As a musician, making enough money to pay rent and buy food is tough enough as it is, but being able to pull down enough income to afford things like PR and interesting merch can often seem out of reach. Luckily, be a musician also opens you up to a number of interesting side hustles which can provide a valuable source of secondary income.
Guest post by Angela Mastrogiacomo of TuneCore
Being a musician isn’t easy. There’s a lot of time, energy, and money that goes into creating albums and supporting them on tour. And sometimes, when you’re trying just to make ends meet, whether it’s to pay rent or even just get that pizza you want (and why shouldn’t you have it?), it can be difficult to really pay for the “extras” like PR or awesome merch.
But you know what I’m going to say—these things aren’t really extras after all. You need PR to get the word out. You need that unique merch to build a relationship with your fans. You need to tour to get the word out.
And that can add up, can’t it?
Whether you’re looking to jump ship from your day job to something a little more flexible, or you want to add a new revenue stream to pay for a few of those extras in the next album cycle, we’ve put together a few side hustle ideas that keep you inside the music industry.
1. MUSIC BUSINESS CONSULTING
This is going to be one of your best options. If you know anything at all about the business side of this industry, you can use that knowledge to help other artists overcome their own pain points.
For instance, if you know how to run FaceBook and Instagram ads that actually get you genuine, engaged fans out to your show or commenting on your posts or watching your videos, that’s a skill you can teach other artists, or, offer do for them.
This also goes for if you’ve done your own PR and have seen great results, if you’ve successfully booked a profitable tour, if you’ve managed to build an engaged fanbase—whatever you might be succeeding at, trust me, there are tons of artists who need that knowledge and would be willing to pay for a little help.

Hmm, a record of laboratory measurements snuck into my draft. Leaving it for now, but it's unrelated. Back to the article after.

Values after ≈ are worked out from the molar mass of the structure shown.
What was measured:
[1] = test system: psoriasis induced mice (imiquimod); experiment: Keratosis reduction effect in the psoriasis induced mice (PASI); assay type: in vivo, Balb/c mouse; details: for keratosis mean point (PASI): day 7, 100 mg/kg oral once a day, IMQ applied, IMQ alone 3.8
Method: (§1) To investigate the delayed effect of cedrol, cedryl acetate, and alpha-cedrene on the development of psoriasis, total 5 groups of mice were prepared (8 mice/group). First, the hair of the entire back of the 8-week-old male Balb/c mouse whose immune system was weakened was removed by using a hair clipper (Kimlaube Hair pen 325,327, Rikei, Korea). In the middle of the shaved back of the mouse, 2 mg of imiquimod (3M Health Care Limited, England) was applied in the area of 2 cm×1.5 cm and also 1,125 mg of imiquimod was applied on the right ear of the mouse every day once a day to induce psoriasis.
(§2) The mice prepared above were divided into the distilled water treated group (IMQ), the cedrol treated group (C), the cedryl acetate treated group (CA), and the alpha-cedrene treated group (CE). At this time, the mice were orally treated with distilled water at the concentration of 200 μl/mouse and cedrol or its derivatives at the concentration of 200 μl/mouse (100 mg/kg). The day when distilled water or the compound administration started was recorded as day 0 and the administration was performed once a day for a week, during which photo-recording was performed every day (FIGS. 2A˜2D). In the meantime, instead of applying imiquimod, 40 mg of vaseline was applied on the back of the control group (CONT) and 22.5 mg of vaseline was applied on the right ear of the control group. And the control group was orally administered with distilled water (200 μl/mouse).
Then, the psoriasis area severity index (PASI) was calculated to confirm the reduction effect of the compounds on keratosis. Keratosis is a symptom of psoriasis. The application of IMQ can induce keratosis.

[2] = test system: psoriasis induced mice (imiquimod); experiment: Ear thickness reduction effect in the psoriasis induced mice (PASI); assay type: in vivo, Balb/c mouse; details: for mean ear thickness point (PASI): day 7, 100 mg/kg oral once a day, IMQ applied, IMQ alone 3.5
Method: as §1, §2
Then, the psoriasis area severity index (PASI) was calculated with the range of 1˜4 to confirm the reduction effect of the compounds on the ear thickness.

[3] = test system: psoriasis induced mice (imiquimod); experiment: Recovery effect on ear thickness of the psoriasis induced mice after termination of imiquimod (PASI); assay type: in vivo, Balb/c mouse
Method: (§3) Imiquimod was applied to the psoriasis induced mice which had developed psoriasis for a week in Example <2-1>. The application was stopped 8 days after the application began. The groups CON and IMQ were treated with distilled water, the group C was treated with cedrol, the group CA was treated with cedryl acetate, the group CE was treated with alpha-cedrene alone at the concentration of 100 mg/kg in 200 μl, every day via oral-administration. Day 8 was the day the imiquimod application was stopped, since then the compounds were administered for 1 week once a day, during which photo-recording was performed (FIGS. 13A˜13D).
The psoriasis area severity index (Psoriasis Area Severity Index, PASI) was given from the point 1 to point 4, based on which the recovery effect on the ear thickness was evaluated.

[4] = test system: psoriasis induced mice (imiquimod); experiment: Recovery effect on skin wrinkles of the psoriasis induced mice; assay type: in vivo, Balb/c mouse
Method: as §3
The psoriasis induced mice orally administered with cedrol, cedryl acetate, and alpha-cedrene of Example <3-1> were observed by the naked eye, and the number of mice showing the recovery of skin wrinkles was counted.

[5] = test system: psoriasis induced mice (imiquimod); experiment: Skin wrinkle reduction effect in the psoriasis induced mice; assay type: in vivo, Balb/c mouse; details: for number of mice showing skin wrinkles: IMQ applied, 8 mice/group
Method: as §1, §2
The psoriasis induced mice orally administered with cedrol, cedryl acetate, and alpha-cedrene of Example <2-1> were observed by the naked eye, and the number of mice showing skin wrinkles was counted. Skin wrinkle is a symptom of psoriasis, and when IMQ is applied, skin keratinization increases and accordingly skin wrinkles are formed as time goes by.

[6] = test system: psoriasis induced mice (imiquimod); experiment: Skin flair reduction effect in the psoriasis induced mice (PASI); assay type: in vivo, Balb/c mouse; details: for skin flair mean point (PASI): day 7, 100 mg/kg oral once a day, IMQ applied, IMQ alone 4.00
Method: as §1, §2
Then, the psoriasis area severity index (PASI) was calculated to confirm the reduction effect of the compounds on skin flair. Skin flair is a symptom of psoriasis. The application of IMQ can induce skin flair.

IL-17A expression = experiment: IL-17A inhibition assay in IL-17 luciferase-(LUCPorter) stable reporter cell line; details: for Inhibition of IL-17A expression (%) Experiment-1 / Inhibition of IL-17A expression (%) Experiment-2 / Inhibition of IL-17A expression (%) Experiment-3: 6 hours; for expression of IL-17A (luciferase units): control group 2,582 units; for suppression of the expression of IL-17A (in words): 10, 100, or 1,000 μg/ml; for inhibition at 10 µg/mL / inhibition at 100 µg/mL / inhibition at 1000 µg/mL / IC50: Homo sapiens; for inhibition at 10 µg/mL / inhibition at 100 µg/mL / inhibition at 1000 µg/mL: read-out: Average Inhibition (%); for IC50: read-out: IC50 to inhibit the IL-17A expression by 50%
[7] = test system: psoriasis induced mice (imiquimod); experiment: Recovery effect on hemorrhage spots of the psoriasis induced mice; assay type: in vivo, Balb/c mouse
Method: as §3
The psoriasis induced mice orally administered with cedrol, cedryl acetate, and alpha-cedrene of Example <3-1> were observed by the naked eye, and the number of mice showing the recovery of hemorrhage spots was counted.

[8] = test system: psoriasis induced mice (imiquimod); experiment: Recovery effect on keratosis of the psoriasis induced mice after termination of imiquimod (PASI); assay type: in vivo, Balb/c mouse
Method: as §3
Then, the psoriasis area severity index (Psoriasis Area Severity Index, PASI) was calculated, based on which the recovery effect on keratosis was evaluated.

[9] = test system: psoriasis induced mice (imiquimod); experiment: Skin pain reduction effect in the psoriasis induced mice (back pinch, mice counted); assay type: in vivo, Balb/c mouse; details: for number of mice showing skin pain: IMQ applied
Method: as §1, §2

2. WORKING THE MERCH BOOTH
You’re already an expert at working your own merch booth, why not help out a few other bands?! Ask around with other local bands to see if they need someone to help out and peruse Facebook groups for similar opportunities.
Even if nothing pops up the first time around, this is one of those things that if you keep reminding people you’re interested, they’ll think of you when this or another opportunity pops up.
3. TOUR MANAGING
Now, I’m not talking about being a tour manager for major bands, but instead, doing this with smaller, growing bands. The pay probably won’t be amazing at first, but if it’s something you’re genuinely interested in and good at, and you’re willing to grow with it, this could be a really good option for you, especially since it can last anywhere from a week to a couple months, so it’s not a full-time commitment taking you away from your own band.
Plus, you’ll learn a thing or two for your next tour, and it’ll likely be rich with other learning and networking opportunities.
If you aren’t already, teaching part time, be it in person or online, can be a great way to make a little extra money while making your own schedule and potentially not even leaving your home. The best part is, you can do it as needed.
So if you know you need a couple of grand for an upcoming merch run or PR campaign, you can take on however many students you need and then stop once you’ve made the money you need.
5. STUDIO MUSICIAN/COVER BAND
I know, this one isn’t for everyone, but being a studio musician or also playing in a cover band or even a wedding band can be a really lucrative way to make a little bit of side hustle money. Check out the options within the area and reach out.
6. ASK LOCAL VENUES AND LABELS
Very often, labels, venues, and promoters will have small, one-off or recurring jobs that they need help with but don’t really post about. For instance, posting flyers around town for an upcoming show or event, stuffing envelopes (ok usually interns do that, but maybe they have a paid internship), keeping track of orders, things like that.
Do a lap around town and go in and see someone. Emailing is an ok option but you’ll get a lot further if you can get in front of someone and in the office or venue in this case. Also, try to seek out those smaller, independent outfits—it’s worth chatting with the larger companies as well, but you might get further with the more independent ones.
Remember, these can be full-time positions to help you fund your career, or flexible part time positions just to get you what you need for a specific project. The options are there though and despite what you may have heard, it really is possible to create multiple revenue streams and support yourself as you grow your career as an artist—all without leaving the industry.